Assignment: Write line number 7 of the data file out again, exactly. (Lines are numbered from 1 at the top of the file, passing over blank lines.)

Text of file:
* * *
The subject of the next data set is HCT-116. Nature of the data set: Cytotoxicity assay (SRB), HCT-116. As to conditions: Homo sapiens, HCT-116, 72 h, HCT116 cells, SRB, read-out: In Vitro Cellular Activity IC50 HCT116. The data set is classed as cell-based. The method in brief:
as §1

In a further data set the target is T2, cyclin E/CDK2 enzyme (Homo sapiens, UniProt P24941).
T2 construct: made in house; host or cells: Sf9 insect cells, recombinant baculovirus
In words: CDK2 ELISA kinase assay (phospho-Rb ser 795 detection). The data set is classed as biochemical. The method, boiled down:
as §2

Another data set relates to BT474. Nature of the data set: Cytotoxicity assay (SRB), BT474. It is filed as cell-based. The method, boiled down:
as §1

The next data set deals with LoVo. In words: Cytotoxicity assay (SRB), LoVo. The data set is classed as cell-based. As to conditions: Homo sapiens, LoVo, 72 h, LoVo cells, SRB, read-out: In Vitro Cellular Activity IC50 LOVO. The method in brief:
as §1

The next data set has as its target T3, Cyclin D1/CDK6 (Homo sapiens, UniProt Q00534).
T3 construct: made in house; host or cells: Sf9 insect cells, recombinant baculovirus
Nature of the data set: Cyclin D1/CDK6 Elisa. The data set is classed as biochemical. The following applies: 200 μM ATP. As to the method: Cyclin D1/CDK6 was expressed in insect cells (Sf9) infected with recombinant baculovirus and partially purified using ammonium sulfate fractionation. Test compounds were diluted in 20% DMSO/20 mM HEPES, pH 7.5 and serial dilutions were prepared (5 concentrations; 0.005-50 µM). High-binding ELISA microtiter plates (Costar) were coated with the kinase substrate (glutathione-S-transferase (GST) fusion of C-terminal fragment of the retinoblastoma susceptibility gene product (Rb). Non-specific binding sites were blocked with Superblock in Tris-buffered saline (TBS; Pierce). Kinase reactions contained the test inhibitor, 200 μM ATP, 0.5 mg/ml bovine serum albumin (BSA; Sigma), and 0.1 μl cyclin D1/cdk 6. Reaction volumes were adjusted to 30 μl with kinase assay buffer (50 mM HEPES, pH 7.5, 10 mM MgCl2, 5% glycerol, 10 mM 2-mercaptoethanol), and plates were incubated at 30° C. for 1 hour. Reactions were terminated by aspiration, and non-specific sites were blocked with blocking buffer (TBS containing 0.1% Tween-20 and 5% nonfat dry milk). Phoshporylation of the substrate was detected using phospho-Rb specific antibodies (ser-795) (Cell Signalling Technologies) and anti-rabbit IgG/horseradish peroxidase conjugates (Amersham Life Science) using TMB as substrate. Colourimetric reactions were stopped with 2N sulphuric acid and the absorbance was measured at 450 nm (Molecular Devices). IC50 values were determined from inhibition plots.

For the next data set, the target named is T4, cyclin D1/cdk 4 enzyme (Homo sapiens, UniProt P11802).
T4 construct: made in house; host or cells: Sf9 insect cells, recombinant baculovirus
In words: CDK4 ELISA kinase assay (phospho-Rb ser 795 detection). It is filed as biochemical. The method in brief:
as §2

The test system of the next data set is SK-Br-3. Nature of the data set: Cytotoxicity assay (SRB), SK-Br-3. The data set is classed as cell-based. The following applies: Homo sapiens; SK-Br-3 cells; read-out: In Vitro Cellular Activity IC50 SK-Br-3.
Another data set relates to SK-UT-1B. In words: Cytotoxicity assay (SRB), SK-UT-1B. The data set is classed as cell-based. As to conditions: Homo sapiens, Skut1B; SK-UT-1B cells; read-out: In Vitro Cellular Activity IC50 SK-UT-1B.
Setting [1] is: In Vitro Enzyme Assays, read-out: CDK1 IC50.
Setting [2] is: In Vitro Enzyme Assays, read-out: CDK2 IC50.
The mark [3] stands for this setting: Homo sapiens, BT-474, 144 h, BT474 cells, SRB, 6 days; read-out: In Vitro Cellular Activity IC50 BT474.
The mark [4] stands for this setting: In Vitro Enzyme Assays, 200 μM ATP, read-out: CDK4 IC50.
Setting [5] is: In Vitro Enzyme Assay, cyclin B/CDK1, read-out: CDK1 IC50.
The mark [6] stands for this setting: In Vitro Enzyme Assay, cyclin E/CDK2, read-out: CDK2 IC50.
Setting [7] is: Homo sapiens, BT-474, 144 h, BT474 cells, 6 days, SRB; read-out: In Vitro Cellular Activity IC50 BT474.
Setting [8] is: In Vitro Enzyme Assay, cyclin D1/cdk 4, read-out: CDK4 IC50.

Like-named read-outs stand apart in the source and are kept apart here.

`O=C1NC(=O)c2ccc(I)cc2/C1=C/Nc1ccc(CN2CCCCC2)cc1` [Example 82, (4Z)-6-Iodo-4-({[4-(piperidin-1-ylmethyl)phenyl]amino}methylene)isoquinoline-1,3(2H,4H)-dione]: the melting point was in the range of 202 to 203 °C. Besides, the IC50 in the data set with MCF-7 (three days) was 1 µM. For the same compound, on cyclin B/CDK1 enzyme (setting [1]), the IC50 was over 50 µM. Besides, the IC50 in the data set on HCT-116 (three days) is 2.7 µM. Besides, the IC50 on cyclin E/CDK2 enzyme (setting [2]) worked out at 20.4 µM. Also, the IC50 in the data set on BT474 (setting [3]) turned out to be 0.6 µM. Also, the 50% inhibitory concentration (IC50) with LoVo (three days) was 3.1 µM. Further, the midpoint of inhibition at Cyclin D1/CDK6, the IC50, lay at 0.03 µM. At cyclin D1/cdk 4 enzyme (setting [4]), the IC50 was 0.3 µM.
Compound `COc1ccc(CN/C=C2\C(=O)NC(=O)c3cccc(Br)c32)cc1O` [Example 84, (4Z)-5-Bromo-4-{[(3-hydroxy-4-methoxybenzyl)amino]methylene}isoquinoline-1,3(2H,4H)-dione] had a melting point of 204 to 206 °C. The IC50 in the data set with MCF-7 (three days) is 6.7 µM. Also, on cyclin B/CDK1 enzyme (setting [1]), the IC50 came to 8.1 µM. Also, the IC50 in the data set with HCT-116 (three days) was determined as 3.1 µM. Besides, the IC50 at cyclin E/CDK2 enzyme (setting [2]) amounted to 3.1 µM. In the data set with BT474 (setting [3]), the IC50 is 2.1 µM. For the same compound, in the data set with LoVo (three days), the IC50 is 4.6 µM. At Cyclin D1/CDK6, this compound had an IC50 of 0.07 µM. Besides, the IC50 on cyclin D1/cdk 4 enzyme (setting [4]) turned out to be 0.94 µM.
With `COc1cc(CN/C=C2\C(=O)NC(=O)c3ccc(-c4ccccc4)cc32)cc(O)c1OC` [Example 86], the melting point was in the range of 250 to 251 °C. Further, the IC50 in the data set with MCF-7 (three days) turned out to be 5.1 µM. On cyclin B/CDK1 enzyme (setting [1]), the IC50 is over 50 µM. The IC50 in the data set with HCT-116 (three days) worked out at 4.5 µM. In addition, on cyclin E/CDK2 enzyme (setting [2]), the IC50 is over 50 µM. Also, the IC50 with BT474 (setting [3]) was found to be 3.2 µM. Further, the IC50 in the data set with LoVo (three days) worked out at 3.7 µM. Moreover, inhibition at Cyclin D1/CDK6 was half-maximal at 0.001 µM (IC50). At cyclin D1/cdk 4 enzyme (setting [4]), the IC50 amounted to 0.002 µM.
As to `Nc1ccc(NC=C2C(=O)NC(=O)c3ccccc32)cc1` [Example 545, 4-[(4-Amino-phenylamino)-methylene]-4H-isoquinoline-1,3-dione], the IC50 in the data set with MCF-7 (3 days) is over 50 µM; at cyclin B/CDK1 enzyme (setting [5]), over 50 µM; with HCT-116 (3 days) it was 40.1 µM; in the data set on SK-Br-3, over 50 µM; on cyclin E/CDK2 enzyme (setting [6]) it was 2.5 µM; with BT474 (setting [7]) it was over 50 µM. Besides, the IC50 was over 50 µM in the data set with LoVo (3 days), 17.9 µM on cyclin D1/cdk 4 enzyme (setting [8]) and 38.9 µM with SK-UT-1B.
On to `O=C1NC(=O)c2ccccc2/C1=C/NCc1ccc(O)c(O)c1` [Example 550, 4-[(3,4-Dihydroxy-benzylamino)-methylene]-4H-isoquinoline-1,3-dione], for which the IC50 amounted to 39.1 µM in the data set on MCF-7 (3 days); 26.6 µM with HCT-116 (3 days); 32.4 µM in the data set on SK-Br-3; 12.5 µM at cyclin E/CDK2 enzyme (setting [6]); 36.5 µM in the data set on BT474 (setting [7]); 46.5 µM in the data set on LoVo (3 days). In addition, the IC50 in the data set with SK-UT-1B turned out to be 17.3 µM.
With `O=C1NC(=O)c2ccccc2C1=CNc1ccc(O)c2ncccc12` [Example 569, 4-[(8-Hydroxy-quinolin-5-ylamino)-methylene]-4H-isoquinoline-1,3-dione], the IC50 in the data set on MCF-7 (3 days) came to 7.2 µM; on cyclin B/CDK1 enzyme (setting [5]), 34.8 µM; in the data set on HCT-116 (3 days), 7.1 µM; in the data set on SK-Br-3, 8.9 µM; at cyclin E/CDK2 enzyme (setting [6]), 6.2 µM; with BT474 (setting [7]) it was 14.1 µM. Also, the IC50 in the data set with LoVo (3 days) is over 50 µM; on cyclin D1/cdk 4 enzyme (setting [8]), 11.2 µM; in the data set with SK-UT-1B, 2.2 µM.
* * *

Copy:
Another data set relates to BT474. Nature of the data set: Cytotoxicity assay (SRB), BT474. It is filed as cell-based. The method, boiled down: